Ashes 2015 report: Australia win Fifth Test despite rain delay, England win series 3-2, Michael Clarke given guard of honour

The tourists won the final Test by an innings and 46 runs

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The Independent Online

The match was duly lost. Sweeping rain, rather than obdurate batting, delayed the result until mid-afternoon. But it mattered not and nor did it change anything.

England might have been defeated in the fifth Investec Test by an innings and 46 runs, outplayed from the start, as they were similarly pummelled in the second by 405 runs. These were heavy reversals yet the startling truth remains that the Ashes have been regained.

Floating that idea two months ago was seen as a form of madness. Rightly, if belatedly, making use of home advantage, England exposed Australia’s frailties against the seaming ball and found they had enough runs in their own tank to create a decisive shift.

When the ancient terracotta urn, or a distant modern cousin, was hoisted aloft by Alastair Cook, England’s captain, at 4.10pm on Sunday the match that had immediately preceded it faded into the memory. This was not an Oval scene like those when the great prize has been won at the ground but the spine still tingled when the team strolled around the ground afterwards.

It was perhaps perverse in what was a bowlers’ series – none of the matches went to the fifth day and two ended on the third – that the man of the series was Joe Root. But he made beautifully crafted hundreds in two of the victories and 63 in the other and should not be begrudged.

Had Root been caught on nought in Cardiff by Brad Haddin as he should have been, then it all might have gone differently for him and England. That is the beauty of cricket, Root went on to make 134 and England had a win from nowhere.

The other leading contender for Root’s award was Stuart Broad who was superb almost from the start, when he found his rhythm in the second innings of the series. In Nottingham when the whole nation feared what might happen in the absence of Jimmy Anderson, Broad took 8 for 15 in a sensational morning’s work which he will never repeat but which effectively despatched the opposition.

It was not, of course, all spiffing and while Cook sees great things ahead for this side he was also candid enough to admit that it is not the finished article. There is now a lull in their Test calendar until early November but that assignment is one of the toughest of the lot, against Pakistan in the UAE. There will not be much pace or green tinge.

Australia's captain Michael Clarke receives a guard of honour from his Australia teammates as he leaves the field after Australia wrap up the game on the fourth day of the fifth Ashes cricket test match between England and Australia at The Oval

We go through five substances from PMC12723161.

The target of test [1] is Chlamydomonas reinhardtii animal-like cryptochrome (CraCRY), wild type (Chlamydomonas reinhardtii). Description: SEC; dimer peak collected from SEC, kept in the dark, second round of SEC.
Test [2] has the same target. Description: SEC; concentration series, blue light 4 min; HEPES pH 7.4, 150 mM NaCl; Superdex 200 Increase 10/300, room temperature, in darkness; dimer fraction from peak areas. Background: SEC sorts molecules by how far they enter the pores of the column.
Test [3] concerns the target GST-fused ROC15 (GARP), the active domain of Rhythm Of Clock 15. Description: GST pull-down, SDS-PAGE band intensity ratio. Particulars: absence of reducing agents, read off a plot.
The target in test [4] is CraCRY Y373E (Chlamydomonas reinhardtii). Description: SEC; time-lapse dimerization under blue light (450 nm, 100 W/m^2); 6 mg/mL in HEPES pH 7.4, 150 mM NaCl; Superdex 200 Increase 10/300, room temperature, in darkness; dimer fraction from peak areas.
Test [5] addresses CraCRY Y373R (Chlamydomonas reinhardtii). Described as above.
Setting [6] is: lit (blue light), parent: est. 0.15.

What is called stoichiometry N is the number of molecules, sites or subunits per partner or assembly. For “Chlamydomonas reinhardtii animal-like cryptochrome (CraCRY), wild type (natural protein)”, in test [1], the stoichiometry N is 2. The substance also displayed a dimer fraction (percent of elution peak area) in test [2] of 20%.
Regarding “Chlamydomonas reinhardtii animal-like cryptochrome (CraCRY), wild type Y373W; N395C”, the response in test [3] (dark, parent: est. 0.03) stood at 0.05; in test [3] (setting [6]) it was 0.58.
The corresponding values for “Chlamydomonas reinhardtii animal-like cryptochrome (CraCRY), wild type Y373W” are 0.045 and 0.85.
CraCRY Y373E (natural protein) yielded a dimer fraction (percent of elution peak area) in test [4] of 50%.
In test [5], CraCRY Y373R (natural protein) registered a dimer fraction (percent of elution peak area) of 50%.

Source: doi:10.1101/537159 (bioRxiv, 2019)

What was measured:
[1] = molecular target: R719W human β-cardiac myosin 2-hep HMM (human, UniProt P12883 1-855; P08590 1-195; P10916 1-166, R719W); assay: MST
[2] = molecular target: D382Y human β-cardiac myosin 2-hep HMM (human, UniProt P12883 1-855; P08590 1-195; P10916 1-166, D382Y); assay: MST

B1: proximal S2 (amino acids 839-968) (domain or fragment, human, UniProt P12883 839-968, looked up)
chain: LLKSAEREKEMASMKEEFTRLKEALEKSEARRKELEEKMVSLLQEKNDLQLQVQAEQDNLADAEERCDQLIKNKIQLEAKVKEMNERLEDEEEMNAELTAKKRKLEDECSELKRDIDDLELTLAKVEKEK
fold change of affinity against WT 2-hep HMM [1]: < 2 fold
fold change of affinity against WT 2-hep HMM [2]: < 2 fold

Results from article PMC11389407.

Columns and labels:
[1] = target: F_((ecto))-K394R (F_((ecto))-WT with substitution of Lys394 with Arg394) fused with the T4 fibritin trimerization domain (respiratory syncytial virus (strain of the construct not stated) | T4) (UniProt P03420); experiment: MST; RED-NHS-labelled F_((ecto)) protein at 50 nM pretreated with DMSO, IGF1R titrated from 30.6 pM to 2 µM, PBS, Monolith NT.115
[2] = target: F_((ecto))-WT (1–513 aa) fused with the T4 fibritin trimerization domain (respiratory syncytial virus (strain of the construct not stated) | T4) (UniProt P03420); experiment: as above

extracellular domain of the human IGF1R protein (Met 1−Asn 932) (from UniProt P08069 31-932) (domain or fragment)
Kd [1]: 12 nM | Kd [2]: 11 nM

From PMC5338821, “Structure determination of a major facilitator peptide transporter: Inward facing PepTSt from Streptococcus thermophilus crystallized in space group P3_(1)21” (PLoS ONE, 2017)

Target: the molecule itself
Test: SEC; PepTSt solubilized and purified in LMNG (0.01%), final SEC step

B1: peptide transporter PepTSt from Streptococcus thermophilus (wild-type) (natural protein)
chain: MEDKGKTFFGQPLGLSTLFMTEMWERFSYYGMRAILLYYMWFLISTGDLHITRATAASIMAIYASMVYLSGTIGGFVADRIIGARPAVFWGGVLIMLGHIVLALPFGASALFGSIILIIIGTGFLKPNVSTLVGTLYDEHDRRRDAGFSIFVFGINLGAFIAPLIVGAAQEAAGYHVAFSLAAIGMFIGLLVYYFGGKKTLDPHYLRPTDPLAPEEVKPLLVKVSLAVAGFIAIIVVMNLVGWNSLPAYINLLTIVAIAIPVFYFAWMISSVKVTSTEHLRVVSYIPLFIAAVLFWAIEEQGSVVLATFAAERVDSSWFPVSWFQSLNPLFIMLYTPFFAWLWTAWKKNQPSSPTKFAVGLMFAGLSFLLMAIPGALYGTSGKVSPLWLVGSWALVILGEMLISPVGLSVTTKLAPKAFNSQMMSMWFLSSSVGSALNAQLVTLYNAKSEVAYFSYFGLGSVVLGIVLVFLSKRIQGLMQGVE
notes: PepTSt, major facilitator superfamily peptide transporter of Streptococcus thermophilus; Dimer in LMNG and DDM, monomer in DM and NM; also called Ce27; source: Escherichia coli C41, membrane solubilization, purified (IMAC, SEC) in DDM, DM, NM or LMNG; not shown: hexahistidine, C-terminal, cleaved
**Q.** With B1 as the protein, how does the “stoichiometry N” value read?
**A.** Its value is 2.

Before then, England must decide what to do about one of their opening batsmen, their spin bowling attack and whether their middle order needs reshaping. As the team paraded it was possible to think that Adam Lyth will not be seen in an England shirt again in the foreseeable future.

A Test century against New Zealand flattered to deceive and in this Ashes series he made 115 runs in nine innings. He was out too often in the same way, flirting outside of off stump and he might have been overwhelmed by it all.

There is a move afoot – the punditry business again – to move up Moeen Ali to open with Cook in the UAE. Apart from the fact that he has never opened before in a first-class match such a duty might deflect Moeen from his present primary task in this team and which will most definitely be needed in the desert of spin bowling.

Alex Hales of Nottinghamshire is in many ways a delightful prospect for this new, adventurous England and he has that elusive quality of a big game temperament. But he is a front foot boomer and if he were to play his natural game – as he should be – the good days would outnumber the bad.

Just so long as the selectors know that. In replacing Lyth they also have to be pretty sure that whoever comes along will do better (but then he could hardly do worse). It has not been a shining advertisement for performing outstandingly in the County Championship or for England’s selection policy.

When Andrew Strauss first retired as Cook’s opening partner, they turned to Nick Compton and their average stand was 57.  At the time it seemed that Compton was dropped too hastily and history has not changed that.

Some of the other batting offers cause for concern. Ian Bell has lost his way and a Test match average which was touching 47 after his stupendous series against Australia two years ago is down to 43. Bell is superb batsman but it cannot go on like this.

In the UAE, England will need two spinners. New Zealand used there when they won in Sharjah late last year but that will definitely be beyond England. Adil Rashid will be chosen for the first time and it is to be hoped he has the nerve to settle quickly. He and Moeen have never bowled tandem, yet they will have to reach an immediate understanding.

For now, none of this matters much. The Ashes are back, where they belong perhaps, but where they so rarely are. England did not hang around long in waiting for the ceremonies.

Before the rain came they lost Jos Buttler, driving loosely, to Mitchell Marsh and Mark Wood, lbw to Peter Siddle. After a delay of nearly three hours the two remaining wickets were swiftly taken both by Siddle whose absence in the rest of the series merely aggravated Australia’s poor selections. The celebrations began. Perhaps this time they can last.